Column: In running this L.A. Marathon, there’s no thrill of victory, only the agony of the feet

Chris Erskine

L.A. Times columnist Chris Erskine begins the recovery process after completing the L.A. Marathon on Sunday.

(Jessica Erskine / For The Times)

I’d rather have my tongue waxed than run another marathon. If I ever suggest it, just gaff me, OK? Hoist me on my own petard. Shoot me in my knee, because even that would be less painful than what I just went through.

Marathon, a Greek word meaning, “Oy, my aching ankles.” No human being should run this far for free.

Heard over and over at the L.A. Marathon finish line Sunday: “This was the hardest thing I’ve ever done. Never doing this again.”

You do remember the very first marathon killed Pheidippides, right? And he didn’t even have to trudge up that nasty hill by the VA hospital. Somehow, the L.A. Marathon, despite ending at sea level, seems to have more uphill than down.


Let me show you my toes. OK, skip the visual. I don’t have very pretty feet to begin with, and now the left half of the left foot looks like the bloody finale of a Tarantino movie. When the race was over, I soaked the toes in the fountain at Tongva Park to stop them from cooking. No luck. I don’t think I’ll lose any nails. But the entire leg is a possibility.

Here’s the menu of other health difficulties I suffered Sunday: Heat stroke, dementia, swollen ankles, croup, malaria, tendinitis, strep throat, dehydration, chafed nipples, stretch marks, fistulas and various rashes up and down my body. Or maybe those were old tattoos.

Thing is, the race started very well. At sunrise, about 21,000 sweaty soul mates and I left Dodger Stadium looking like the last wagon train heading west. The course bent this way and that way through Chinatown, Echo Park and a bunch of other places I generally try to avoid just because the parking is so lousy.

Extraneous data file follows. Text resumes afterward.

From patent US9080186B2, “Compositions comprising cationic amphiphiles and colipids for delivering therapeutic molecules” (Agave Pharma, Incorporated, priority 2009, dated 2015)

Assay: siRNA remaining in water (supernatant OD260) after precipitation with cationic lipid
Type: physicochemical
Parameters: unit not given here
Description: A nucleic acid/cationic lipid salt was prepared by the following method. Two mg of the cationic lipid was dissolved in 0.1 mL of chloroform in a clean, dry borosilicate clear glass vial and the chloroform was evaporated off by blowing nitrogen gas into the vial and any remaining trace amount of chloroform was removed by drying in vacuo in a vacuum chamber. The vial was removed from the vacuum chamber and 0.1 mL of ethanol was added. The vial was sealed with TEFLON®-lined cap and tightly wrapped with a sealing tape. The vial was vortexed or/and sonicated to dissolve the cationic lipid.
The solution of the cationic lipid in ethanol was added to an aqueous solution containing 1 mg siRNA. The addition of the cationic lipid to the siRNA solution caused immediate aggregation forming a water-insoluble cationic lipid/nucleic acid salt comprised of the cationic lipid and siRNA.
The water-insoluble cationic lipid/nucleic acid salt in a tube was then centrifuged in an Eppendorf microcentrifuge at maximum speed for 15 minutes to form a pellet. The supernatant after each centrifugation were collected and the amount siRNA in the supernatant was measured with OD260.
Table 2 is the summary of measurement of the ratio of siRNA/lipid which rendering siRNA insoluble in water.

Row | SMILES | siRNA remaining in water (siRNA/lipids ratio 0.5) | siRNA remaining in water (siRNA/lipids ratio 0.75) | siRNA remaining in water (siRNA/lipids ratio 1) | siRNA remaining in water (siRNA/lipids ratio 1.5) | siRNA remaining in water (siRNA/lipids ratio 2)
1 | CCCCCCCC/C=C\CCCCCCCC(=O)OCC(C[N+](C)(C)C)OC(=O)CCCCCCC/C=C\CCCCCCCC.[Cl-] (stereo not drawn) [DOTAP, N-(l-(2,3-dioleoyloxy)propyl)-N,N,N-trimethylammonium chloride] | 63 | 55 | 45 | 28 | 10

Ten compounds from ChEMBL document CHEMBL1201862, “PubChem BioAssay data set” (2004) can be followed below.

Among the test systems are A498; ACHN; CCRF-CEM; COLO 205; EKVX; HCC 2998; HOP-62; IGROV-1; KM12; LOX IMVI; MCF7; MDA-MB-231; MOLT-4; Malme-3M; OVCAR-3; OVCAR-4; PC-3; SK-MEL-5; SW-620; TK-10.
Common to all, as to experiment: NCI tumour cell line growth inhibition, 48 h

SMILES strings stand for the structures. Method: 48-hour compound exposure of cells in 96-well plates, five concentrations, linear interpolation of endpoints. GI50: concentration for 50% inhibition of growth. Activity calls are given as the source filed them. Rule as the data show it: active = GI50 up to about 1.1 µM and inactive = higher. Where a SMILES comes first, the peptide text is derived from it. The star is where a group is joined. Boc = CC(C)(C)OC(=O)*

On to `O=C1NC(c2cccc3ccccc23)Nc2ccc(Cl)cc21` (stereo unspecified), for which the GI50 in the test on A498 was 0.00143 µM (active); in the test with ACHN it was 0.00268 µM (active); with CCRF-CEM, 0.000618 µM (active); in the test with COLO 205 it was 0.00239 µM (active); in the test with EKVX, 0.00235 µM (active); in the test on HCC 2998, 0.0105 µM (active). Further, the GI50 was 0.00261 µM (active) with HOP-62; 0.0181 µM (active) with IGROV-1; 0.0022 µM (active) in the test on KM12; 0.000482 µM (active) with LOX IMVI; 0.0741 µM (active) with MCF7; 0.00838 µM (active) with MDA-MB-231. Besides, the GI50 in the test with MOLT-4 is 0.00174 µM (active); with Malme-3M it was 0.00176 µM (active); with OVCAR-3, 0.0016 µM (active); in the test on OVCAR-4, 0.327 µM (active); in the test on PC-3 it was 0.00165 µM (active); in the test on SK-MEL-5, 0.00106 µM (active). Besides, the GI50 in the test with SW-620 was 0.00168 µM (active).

Real crowds didn’t show until the runners reached Sunset Boulevard, where the live music and vocal spectators made it the most spirited and fun stretch of the 26-million-mile course.

A radio host suggested one way to endure a long race like this is to dedicate each mile to a different person. So I dedicated the first one to Plaschke. The second one I dedicated to Shannon Farar-Griefer, an incredible ultramarathoner unable to compete this year because of multiple sclerosis. I dedicated Miles 3-5 to my late buddy Don Rhymer, an incredibly wise guy who, were he still around, would’ve followed me in a rickshaw, bellowing like a coxswain: “Mush, you idiot. Mush.”

See now why I miss him?

By the ninth mile, I was out of loved ones, so I started dedicating each segment to the girls who were extra nice to me in high school. That took me all the way to Mile 10.

A few miles later, I found Jesus.

Marathon Jesus walks the course in robes, running shoes and sunglasses nearly every year. This year, he said he left Dodger Stadium at midnight. By the time I caught up with him, he was at Mile 14, and had become a selfie sensation.


“Jesus, can we have a photo?” runners said.

“Hey Jesus, can you turn this into wine?” a volunteer yelled while holding out a paper cup of water.

“Oh my God, it’s Jesus!” cried another.

We palled around for a while, while I used my conversation with Jesus as an excuse not to run any more, which I didn’t really want to do anyway. If there’s anything that can ruin a good marathon, it’s running. I prefer to coast a little.

But when Marathon Jesus started asking me about the meaning of life, I moved on.

My time? Six hours flat, only about four hours off what the winners did. The medal they gave me weighs more than my wife. You could melt it down and make a car. I think that’s a sign they want me back. If I shave a minute here and there, I should be in contention next time.

If there is a next time. Probably not. Maybe. Despite the agony, there’s just something about a race like this I admire.


Seems the most selfish of acts, a marathon. The logistics of getting a runner to the starting line, then home again, involves entire families, fleets of buses, thousands of volunteers waking up too early. Marathons are amazing things, really, a reflection of the esprit de corps of a city.

Only Pheidippides ever ran one alone.

And look what happened to him.


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